Manteca consumer spending is up across the board with two exceptions as municipal sales tax receipts increased 3.6 percent in the third quarter of 2011.
Manteca retail outlets rang up $194.2 million in sales during July, August, and September of 2011. That compares to $187.4 million during the same three months of 2010. The $6.8 million jump in sales tax means $68,000 more going into the city’s general fund and $34,000 in additional Measure M public safety tax receipts for hiring police and fire personnel.
Every category except general merchandise and clothing stories registered gains that were at a higher clip than the rate of inflation. General merchandise stores such as Wal-Mart, Target, and Kmart declined $1 million to $39.6 million. Clothing stores such as Kohl’s and other specialty shops dropped $14,000 to $6,175,000.
Perhaps the most encouraging sign is the fact food service and drinking sales in Manteca continue to grow. There were 150 such outlets in the third quarter of 2010 with sales of $18.9 million. In the same three months of 2011, there were 155 outlets classified as food services and drinking places with $19.9 million in receipts.
Economists indicate that dining out is one of the first areas that consumers cutback on in hard times.
Manteca consumers for the past six years have increased their annual dining out expenditures. Part of that is fueled by out-of-town visitors who attend games at the Big League Dreams sports complex.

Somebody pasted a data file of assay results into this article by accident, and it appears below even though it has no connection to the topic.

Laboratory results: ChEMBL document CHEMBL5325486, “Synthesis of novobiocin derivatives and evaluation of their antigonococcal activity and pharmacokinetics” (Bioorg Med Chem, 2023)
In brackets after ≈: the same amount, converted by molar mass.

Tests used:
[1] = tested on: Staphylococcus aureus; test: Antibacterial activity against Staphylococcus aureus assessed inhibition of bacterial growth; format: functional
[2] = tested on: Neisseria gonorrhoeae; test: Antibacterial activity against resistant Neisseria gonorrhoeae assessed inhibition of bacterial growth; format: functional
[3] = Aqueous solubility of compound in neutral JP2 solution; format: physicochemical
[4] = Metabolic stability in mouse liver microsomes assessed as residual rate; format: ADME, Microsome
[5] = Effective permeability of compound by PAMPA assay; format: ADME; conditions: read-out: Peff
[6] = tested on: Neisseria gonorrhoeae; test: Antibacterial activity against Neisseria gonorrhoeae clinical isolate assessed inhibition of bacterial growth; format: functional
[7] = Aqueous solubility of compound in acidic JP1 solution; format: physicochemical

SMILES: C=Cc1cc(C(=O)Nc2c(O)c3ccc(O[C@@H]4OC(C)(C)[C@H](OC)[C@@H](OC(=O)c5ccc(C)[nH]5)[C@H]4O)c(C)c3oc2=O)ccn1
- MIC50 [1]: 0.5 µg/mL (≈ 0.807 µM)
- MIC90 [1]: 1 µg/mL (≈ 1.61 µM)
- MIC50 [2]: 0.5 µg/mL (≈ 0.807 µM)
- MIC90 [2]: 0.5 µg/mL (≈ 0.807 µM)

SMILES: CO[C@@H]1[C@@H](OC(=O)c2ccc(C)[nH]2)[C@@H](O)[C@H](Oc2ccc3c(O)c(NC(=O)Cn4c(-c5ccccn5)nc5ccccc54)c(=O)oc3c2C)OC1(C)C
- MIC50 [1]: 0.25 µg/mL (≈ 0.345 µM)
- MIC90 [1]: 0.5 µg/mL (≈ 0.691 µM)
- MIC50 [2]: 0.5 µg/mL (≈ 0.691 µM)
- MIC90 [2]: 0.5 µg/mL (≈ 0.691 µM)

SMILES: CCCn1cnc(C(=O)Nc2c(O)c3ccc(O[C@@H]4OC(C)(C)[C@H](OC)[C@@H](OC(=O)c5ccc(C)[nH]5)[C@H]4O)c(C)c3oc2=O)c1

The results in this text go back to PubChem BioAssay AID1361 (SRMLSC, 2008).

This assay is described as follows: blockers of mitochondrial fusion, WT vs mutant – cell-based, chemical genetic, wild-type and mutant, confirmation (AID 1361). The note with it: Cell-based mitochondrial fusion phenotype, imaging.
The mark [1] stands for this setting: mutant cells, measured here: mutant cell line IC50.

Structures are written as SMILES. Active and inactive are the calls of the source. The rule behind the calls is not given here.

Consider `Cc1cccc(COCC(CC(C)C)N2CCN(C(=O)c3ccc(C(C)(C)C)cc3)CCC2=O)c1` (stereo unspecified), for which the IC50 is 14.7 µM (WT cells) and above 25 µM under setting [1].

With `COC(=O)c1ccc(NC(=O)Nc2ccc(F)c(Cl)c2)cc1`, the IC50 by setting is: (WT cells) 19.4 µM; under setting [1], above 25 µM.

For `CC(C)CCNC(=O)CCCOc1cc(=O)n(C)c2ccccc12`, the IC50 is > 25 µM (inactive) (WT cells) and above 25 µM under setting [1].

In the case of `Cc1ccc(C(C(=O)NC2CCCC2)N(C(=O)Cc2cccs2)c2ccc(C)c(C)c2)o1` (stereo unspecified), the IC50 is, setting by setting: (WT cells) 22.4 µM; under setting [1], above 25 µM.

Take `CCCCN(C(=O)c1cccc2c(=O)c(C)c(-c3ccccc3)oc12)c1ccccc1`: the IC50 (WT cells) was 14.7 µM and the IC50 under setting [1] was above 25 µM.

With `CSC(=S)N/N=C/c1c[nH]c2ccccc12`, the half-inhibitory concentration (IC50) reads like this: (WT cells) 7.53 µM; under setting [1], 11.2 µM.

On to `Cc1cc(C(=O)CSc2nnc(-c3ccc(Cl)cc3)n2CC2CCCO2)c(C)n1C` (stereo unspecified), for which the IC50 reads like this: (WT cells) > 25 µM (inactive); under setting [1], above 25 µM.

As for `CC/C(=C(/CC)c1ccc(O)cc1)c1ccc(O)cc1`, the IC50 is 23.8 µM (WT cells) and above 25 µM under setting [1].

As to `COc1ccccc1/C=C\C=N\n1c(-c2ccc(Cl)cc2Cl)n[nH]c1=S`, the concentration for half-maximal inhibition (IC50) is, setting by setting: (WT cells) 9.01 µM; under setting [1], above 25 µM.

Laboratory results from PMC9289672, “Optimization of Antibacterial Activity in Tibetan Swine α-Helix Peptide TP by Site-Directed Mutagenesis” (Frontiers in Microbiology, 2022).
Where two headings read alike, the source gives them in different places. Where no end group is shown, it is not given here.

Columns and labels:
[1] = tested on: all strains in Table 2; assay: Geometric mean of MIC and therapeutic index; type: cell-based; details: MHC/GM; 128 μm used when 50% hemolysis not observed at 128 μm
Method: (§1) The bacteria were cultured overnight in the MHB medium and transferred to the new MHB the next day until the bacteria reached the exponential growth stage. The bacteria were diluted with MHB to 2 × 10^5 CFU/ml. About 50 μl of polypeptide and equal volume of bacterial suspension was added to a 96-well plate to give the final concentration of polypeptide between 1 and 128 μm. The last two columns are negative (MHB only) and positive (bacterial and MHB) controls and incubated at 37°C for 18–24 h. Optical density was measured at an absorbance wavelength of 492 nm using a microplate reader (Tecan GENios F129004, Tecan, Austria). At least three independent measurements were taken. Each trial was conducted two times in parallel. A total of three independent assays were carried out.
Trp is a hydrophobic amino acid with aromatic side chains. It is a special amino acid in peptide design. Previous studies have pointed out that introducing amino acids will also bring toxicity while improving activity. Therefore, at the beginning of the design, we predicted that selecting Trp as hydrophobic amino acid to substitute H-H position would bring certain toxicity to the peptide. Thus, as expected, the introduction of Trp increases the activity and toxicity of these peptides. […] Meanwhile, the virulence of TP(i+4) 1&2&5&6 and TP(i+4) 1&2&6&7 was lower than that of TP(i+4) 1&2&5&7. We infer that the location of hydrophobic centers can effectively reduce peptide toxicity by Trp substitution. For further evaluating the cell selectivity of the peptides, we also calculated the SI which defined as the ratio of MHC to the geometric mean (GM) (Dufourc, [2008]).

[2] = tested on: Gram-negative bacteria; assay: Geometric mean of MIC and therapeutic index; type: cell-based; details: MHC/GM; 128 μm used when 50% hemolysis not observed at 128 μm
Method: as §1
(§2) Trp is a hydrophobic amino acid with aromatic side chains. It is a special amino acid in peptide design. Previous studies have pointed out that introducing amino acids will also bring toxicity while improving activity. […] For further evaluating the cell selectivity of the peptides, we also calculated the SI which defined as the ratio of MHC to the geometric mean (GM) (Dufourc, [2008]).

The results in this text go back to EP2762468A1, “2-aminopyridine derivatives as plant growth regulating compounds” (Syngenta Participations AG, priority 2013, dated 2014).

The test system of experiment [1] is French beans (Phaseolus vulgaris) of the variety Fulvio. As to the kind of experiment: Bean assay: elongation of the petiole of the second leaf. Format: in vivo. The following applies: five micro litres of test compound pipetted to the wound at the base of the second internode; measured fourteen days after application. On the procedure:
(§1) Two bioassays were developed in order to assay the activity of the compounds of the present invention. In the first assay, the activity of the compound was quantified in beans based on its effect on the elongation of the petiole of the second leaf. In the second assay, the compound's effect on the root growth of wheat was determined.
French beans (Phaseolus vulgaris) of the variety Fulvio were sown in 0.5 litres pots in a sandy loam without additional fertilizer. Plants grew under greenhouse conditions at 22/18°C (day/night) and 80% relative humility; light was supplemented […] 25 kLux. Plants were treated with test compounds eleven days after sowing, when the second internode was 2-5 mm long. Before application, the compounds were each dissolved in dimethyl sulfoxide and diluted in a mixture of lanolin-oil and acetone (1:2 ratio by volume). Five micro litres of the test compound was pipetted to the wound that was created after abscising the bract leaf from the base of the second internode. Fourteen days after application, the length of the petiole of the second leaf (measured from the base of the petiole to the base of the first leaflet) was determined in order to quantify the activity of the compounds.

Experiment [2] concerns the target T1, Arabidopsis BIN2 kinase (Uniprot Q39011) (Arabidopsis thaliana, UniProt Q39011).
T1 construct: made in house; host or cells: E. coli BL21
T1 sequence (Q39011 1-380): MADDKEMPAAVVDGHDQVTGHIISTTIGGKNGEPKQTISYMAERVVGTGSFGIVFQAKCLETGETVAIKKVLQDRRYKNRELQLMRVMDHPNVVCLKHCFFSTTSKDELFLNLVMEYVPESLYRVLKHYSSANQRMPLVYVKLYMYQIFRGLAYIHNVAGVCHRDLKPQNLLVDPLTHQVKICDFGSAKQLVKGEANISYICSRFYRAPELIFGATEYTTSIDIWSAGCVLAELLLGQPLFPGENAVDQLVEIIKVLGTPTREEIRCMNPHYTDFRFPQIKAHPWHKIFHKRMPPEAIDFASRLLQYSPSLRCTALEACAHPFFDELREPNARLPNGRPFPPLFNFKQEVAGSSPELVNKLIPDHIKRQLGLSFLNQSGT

The sales tax data compiled by the state Board of Equalization was released last week. Due to the auditing required and various temporary holds on local sales tax receipts engineered in earlier efforts by the California Legislature to balance the state budget, it can take close to 18 months for final sales tax figures to be released.
The third quarter 2011 figures do not reflect additional Manteca retailers that have opened recently including Burlington Coat Factory, Banana Republic, and Dollar General.
Sales tax is critical to Manteca’s general fund. The general fund is what pays for day-to-day municipal services such as police, fire, parks, streets, and general government. Sales and property taxes are the biggest sources of general fund revenue.